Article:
A total of 299 patients have undergone the Maze-III procedure in our unit. Thirty-eight percent of all patients experienced temporary perioperative atrial fibrillation within the first 3 months after surgery. These early postoperative arrhythmias invariably responded to routine medical therapy, and they had no correlation with long-term results of the surgery. Overall, only 4 of 346 patients who have had any type of Maze procedure still have atrial fibrillation, a failure rate of 1.2%. One of the commonly repeated misconceptions regarding the Maze procedure is that the surgery itself damages the sinus node mechanism and causes patients to need pacemakers postoperatively. Overall, only 15% of the patients required new pacemakers after surgery. Indeed, 123 patients who underwent the Maze procedure alone were documented to have normal sinus node function preoperatively, and not one of those patients needed a permanent pacemaker after the Maze procedure. Thus, it is clear that the Maze procedure itself does not cause the patient to need a pacemaker after surgery. Another common misconception is that the atria do not function after the Maze procedure. In our series, all patients were documented to have both right atrial and left atrial transport function in the immediate postoperative period that contributed to forward cardiac output. On late follow-up evaluation, various tests were used to determine whether or not either or both atria were contracting. These tests included dynamic MRI scanning, AV pacing versus ventricular pacing, transthoracic echocardiography, and transesophageal echocardiography. Using one or more of these tests, 98% of patients were documented to have right atrial transport function and 93% of patients were documented to have left atrial transport function after the Maze-III procedure.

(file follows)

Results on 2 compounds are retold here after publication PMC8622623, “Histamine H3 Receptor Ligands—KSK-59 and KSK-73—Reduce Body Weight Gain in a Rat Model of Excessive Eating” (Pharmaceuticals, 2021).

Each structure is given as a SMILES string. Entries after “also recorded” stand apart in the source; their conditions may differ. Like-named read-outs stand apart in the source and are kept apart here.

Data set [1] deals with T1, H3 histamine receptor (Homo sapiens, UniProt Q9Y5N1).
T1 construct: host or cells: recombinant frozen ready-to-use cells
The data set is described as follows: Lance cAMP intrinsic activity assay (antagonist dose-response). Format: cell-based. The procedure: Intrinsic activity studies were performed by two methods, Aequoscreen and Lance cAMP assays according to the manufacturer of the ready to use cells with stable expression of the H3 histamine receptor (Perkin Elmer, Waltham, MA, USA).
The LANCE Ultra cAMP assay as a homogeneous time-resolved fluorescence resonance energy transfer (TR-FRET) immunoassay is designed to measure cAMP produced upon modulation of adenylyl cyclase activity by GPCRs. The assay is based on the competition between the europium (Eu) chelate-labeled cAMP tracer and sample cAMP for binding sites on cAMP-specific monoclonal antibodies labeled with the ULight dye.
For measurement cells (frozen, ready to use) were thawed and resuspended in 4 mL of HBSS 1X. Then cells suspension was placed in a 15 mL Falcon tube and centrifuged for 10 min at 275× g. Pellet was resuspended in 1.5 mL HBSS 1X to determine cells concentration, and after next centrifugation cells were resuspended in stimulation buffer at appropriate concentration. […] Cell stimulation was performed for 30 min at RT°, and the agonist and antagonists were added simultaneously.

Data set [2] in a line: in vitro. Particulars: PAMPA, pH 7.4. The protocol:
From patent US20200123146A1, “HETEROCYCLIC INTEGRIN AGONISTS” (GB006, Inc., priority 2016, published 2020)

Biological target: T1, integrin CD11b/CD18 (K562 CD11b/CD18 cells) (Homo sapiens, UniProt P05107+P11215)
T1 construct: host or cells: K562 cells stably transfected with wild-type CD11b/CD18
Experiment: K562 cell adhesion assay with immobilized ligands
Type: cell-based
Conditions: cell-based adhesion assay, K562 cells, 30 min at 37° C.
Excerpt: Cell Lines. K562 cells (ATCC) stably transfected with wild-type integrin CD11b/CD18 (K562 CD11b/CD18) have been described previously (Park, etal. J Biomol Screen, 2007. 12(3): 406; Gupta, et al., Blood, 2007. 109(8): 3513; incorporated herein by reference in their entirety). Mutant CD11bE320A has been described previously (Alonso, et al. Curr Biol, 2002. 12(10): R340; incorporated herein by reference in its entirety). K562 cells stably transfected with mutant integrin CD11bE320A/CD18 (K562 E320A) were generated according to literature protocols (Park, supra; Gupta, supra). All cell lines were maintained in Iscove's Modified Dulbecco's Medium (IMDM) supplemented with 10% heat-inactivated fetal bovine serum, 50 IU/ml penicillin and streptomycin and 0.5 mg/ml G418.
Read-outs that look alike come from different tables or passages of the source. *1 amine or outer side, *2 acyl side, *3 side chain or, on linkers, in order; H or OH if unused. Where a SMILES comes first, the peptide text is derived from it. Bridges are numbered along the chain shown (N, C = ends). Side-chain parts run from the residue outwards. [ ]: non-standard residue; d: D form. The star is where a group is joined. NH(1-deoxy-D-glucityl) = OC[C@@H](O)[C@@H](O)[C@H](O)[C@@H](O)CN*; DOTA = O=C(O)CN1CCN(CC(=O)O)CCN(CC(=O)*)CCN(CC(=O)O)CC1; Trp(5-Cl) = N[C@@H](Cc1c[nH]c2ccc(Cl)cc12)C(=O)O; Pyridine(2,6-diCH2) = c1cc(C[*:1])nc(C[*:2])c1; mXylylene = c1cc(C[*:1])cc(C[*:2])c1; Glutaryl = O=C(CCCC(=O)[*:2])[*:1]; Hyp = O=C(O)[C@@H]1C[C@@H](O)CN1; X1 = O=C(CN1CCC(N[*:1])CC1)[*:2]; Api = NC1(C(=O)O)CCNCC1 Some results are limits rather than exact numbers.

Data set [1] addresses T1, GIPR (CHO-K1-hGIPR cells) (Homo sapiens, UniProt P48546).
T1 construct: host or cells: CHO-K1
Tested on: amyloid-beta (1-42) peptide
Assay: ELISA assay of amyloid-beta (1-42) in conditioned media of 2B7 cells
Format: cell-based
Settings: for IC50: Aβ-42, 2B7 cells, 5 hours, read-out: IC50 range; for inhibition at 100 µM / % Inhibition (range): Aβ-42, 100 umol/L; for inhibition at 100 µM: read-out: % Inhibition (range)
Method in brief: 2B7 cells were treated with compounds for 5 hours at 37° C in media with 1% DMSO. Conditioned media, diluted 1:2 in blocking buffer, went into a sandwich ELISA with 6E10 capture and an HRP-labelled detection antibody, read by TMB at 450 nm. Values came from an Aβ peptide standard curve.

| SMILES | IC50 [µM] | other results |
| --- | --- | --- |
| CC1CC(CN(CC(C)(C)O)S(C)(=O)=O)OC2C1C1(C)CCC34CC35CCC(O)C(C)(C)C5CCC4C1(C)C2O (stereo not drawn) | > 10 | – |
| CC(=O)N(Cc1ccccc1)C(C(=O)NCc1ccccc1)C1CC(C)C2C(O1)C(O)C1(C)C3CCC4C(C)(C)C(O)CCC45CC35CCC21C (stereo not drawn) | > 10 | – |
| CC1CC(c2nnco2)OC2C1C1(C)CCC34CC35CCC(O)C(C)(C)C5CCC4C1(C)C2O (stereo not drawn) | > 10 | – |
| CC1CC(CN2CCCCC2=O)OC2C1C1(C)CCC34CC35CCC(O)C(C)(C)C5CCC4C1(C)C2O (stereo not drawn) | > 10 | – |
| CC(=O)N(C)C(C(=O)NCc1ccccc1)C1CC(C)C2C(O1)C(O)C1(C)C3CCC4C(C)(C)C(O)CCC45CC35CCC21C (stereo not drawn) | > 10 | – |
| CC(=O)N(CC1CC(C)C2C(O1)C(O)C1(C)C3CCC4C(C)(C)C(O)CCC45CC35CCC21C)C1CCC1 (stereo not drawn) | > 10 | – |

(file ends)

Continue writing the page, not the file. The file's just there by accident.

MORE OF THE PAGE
|Number of pages||21|
|Journal||Operative Techniques in Thoracic and Cardiovascular Surgery|
|State||Published - 2004|